Minneapolis police officers will face restrictions on entering a person’s home unannounced under a new policy banning most “no-knock” search warrants, the latest attempt by city leaders to reform police practices.

Starting Monday, officers must identify themselves as “police” and announce their purpose as “search warrant” before entering any domicile — regardless of whether a judge signed off on an “unannounced” or “no-knock” entry. Once inside, officers are instructed to periodically repeat those announcements in case occupants didn’t hear them. The same rules, which mirror those already in place across the river in St. Paul, also apply for arrest warrants, the Star-Tribune reports.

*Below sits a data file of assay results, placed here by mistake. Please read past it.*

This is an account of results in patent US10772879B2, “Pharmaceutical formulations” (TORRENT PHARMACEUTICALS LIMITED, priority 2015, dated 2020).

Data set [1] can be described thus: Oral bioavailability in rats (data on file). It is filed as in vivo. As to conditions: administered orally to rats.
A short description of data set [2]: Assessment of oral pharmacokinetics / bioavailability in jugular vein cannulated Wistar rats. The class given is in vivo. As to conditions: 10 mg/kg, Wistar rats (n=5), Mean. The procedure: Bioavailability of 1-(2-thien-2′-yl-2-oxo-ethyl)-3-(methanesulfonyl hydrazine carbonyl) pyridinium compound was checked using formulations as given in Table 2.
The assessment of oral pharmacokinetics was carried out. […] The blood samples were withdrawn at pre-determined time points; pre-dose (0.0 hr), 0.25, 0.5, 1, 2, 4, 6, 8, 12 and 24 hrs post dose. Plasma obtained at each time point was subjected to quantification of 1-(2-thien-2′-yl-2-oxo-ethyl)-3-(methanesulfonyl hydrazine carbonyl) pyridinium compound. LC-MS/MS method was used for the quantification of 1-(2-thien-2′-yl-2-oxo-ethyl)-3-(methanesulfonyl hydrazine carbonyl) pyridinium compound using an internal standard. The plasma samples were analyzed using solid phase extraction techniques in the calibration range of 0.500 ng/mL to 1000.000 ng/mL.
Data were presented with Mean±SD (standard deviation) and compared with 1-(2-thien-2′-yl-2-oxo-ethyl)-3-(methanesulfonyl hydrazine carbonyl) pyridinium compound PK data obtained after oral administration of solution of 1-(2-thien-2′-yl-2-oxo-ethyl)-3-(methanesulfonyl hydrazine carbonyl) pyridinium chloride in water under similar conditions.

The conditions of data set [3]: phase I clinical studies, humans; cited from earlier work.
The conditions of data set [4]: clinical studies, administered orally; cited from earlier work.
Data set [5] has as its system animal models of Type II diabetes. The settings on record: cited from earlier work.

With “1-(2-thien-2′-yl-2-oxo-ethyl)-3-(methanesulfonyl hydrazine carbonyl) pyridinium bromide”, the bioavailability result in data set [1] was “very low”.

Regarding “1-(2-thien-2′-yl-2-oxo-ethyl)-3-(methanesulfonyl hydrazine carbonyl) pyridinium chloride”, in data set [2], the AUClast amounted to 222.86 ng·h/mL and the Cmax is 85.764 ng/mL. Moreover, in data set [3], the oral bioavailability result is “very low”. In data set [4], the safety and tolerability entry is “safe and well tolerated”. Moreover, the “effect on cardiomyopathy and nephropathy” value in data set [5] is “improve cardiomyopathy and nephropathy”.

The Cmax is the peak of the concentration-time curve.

The practice, most often used by SWAT officers, should help maintain the element of surprise and preservation of evidence while eliminating confusion about who’s entering the building, said police spokesman John Elder.

Under new guidelines, no-knock warrants would be acceptable only in high-risk circumstances such as a hostage situation, when “giving an announcement would create an imminent threat of physical harm to victims, officers or the public.”

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